• Static vehicle data (make, model, fuel type, transmission type)
  • Distance sensor data
  • Trip computer data (average speed, consumption, mileage, range)
  • Climate data (air conditioning and vents)
  • Control data (wipers and  lights status)
  • Gear data
  • Navigation data (destination reached, guidance cancelled)

Last but not least you can set the destination of the on-board navigation system or query it for points-of-interest, as shown in the following example:

var destinations =new Array();

destination.push({name:”BMW AG”, address : {street:”Petuelring”, streetNumber: “130″, postalCode: “80788″, city: “MÜNCHEN”, country: “DE”}});

destination.push({name:”BMW Forschung und Technik”, address:{street: “Hanauer Strasse”, streetNumber: “46″, postalCode: “80992″, city: “MÜNCHEN”, country: “DE”}});

webinos.vehicle.requestGuidance(succesCB, null, destinations);

webinos.vehicle.addEventListener(webinos.vehicle.NavigationEvent.DESTINATION_REACHED, handleDestinations, false);

function handleDestinations(event){

      if (event.address.street == destination[0].address.street) {

            console.log(“Reached the HQ”);

      } else if (event.address.street == destination[1].address.street) {

            console.log(“Reached the research center”);



Sneak Preview of our Vehicle API

During the webinos review meeting in November 2011, we presented an early prototype of the webinos Vehicle API to reviewers from the European Commission for the first time. For the review we created a little web application called ‘park distance control (PDC)’. The app combines different vehicle properties provided by the webinos API to display the distance to sensed objects near the automobile while parking it. Here is the video of the demo held during the review meeting:


Besides the webinos Vehicle API our ‘PDC App’ uses HTML, JavaScript and CSS. In order to display the distance between the car and sensed objects we are using canvas elements.

Before a parking maneuver the application is running in the background and is listening to changes of the gear.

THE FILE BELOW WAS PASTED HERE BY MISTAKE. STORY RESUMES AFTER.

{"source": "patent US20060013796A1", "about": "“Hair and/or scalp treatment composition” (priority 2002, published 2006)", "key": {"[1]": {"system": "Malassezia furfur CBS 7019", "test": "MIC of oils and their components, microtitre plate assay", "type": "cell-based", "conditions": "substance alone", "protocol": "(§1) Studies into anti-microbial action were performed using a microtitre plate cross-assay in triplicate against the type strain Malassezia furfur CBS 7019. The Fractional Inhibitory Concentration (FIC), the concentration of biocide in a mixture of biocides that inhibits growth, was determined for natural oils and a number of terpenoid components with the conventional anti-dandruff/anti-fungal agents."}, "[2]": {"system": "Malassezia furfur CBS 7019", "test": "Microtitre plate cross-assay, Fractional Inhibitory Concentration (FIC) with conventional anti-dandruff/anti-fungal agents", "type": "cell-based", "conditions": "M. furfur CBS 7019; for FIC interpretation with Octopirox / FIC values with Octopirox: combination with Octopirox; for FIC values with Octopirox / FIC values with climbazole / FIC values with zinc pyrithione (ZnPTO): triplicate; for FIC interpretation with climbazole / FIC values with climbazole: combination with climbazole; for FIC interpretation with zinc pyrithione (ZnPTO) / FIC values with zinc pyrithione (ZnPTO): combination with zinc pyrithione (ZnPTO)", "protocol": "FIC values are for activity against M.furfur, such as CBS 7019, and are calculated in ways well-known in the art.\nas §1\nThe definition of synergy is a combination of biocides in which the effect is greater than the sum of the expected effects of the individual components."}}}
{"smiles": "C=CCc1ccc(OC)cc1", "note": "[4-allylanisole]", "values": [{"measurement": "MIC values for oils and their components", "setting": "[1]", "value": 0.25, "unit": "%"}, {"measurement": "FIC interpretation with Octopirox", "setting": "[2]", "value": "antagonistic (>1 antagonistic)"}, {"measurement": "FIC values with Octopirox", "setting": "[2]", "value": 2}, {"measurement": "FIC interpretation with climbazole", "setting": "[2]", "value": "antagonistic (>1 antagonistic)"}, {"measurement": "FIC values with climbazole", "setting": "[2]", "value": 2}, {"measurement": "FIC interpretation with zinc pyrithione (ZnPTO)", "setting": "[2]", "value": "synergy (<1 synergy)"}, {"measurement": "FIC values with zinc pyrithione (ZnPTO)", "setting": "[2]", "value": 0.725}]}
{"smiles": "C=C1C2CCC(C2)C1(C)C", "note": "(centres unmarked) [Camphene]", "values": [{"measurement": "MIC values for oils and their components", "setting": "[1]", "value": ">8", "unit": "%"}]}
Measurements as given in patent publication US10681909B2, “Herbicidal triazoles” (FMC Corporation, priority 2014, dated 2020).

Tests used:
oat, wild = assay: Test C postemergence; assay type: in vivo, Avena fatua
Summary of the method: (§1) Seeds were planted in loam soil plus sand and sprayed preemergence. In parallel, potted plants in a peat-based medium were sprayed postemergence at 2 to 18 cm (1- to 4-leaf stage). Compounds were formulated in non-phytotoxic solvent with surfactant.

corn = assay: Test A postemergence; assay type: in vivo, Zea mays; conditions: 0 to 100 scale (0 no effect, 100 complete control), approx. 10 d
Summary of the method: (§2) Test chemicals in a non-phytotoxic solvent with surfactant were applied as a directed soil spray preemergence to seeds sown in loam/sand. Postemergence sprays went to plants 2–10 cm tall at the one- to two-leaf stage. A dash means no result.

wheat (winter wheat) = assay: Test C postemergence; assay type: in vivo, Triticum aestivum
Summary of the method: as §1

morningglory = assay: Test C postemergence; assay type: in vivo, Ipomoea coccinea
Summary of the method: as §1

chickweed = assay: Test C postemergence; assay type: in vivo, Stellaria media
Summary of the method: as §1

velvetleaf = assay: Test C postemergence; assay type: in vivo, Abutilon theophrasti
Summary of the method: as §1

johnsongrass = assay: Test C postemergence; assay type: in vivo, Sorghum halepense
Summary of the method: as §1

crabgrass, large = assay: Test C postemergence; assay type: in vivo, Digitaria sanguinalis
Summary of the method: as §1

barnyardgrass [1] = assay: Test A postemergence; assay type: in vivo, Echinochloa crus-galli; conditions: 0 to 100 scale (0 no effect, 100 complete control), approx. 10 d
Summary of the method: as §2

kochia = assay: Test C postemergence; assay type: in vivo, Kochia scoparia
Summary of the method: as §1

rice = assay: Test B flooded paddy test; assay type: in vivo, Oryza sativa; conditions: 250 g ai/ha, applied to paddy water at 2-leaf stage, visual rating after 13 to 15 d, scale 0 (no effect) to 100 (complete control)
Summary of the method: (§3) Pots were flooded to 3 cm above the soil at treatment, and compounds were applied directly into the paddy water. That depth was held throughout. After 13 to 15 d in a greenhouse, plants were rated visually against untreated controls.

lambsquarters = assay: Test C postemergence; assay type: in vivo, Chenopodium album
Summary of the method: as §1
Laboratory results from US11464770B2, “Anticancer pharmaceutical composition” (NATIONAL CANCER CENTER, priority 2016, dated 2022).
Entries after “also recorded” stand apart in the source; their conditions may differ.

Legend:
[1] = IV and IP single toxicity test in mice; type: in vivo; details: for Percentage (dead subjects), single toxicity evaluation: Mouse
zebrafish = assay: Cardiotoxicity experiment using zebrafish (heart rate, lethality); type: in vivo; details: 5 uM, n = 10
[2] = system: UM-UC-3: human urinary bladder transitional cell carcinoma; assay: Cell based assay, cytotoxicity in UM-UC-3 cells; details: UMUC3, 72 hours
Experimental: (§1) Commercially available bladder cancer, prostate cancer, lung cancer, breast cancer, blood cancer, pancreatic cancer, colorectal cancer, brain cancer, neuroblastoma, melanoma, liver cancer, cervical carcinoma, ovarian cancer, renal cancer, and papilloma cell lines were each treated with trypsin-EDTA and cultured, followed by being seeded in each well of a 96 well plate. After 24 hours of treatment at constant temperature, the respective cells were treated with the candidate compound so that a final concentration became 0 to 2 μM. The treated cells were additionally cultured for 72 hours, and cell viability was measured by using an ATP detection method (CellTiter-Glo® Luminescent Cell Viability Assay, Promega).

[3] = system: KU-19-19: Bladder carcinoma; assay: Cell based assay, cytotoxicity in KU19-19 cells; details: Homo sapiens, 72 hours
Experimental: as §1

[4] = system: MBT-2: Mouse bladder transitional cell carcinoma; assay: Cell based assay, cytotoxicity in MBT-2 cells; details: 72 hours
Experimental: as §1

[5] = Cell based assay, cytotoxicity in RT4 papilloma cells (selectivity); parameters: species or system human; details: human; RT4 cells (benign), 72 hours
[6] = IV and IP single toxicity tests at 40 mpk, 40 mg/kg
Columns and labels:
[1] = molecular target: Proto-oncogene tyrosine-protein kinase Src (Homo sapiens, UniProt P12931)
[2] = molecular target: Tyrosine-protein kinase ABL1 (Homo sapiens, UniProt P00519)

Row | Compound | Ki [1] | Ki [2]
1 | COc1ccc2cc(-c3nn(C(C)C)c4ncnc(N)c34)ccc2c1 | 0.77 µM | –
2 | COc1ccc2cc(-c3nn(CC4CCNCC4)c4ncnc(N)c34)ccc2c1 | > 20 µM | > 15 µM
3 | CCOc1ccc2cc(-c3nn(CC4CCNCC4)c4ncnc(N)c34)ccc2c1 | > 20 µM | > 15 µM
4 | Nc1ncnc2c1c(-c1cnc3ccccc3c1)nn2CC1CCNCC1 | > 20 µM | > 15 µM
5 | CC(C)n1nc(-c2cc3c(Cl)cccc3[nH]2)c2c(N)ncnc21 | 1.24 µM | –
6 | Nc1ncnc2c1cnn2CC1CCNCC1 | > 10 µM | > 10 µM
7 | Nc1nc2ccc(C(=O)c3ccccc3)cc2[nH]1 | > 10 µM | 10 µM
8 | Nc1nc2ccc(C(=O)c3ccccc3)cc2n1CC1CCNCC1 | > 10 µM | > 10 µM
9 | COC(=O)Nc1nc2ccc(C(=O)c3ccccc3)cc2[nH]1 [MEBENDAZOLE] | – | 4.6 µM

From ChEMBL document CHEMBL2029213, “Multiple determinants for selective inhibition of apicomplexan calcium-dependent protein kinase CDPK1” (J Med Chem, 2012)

When the gear is put in ‘R’, the application is put in the foreground and listeners for parking sensors in the front and the rear are registered.

Depending on the measured distance to obstacles sensed by the sensors, the listeners update the canvas elements accordingly.

The application is put in the background again, when the gear is put in N, P or above 2. If one of these events occurs, the listeners on the park sensors are removed.

Now, it’s up to you to take the Vehicle API for a spin and built cool new apps in conjunction with the other new webinos API and let us know, which features you like and what additional features you would like to see in upcoming releases.

Download the Demo flyer here

Simon Isenberg - BMW


Simon Isenberg is a research assistant at BMW Forschung & Technik and is preparing a doctorate at Technische Universität München. He has received an university degree in Business Information Technology from Regensburg University of Applied Sciences in 2010. From 2004 until 2010 he was a member of BMW Group’s Trainee Promotion Program which combines a fully accredited vocational training as a Management Assistant in Informatics (2006) with a university degree in Business Information Technology and internships at BMW Group offices in Munich and Palo Alto. His research focuses on the integration of Web technology into in-car infotainment systems.

Webinos interests


Representing: BMW Forschung & Technik